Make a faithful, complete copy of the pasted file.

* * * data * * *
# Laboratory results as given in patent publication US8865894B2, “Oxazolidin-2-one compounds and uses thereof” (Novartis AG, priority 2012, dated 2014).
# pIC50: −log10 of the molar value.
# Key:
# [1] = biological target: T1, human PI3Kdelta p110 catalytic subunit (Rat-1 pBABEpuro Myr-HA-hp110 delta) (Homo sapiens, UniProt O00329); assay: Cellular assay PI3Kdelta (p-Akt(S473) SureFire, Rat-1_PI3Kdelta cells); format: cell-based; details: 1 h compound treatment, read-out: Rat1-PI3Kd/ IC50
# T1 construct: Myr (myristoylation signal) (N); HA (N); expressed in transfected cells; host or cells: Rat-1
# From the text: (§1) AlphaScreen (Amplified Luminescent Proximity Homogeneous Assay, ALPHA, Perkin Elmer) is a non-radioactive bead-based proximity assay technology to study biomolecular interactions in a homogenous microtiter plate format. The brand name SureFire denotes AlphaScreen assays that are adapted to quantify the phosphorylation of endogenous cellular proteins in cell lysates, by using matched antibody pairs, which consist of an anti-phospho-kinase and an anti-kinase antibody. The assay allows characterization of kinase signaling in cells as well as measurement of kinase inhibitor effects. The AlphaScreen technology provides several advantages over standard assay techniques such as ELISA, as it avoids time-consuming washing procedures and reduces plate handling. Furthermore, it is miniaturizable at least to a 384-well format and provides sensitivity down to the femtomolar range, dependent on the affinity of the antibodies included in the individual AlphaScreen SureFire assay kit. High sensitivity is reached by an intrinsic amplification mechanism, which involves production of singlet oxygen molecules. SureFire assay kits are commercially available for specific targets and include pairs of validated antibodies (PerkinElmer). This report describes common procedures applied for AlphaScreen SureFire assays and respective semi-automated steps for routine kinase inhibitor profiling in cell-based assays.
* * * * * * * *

# Laboratory results as given in patent publication US8865894B2, “Oxazolidin-2-one compounds and uses thereof” (Novartis AG, priority 2012, dated 2014).
# pIC50: −log10 of the molar value.
# Key:
# [1] = biological target: T1, human PI3Kdelta p110 catalytic subunit (Rat-1 pBABEpuro Myr-HA-hp110 delta) (Homo sapiens, UniProt O00329); assay: Cellular assay PI3Kdelta (p-Akt(S473) SureFire, Rat-1_PI3Kdelta cells); format: cell-based; details: 1 h compound treatment, read-out: Rat1-PI3Kd/ IC50
# T1 construct: Myr (myristoylation signal) (N); HA (N); expressed in transfected cells; host or cells: Rat-1
# From the text: (§1) AlphaScreen (Amplified Luminescent Proximity Homogeneous Assay, ALPHA, Perkin Elmer) is a non-radioactive bead-based proximity assay technology to study biomolecular interactions in a homogenous microtiter plate format. The brand name SureFire denotes AlphaScreen assays that are adapted to quantify the phosphorylation of endogenous cellular proteins in cell lysates, by using matched antibody pairs, which consist of an anti-phospho-kinase and an anti-kinase antibody. The assay allows characterization of kinase signaling in cells as well as measurement of kinase inhibitor effects. The AlphaScreen technology provides several advantages over standard assay techniques such as ELISA, as it avoids time-consuming washing procedures and reduces plate handling. Furthermore, it is miniaturizable at least to a 384-well format and provides sensitivity down to the femtomolar range, dependent on the affinity of the antibodies included in the individual AlphaScreen SureFire assay kit. High sensitivity is reached by an intrinsic amplification mechanism, which involves production of singlet oxygen molecules. SureFire assay kits are commercially available for specific targets and include pairs of validated antibodies (PerkinElmer). This report describes common procedures applied for AlphaScreen SureFire assays and respective semi-automated steps for routine kinase inhibitor profiling in cell-based assays.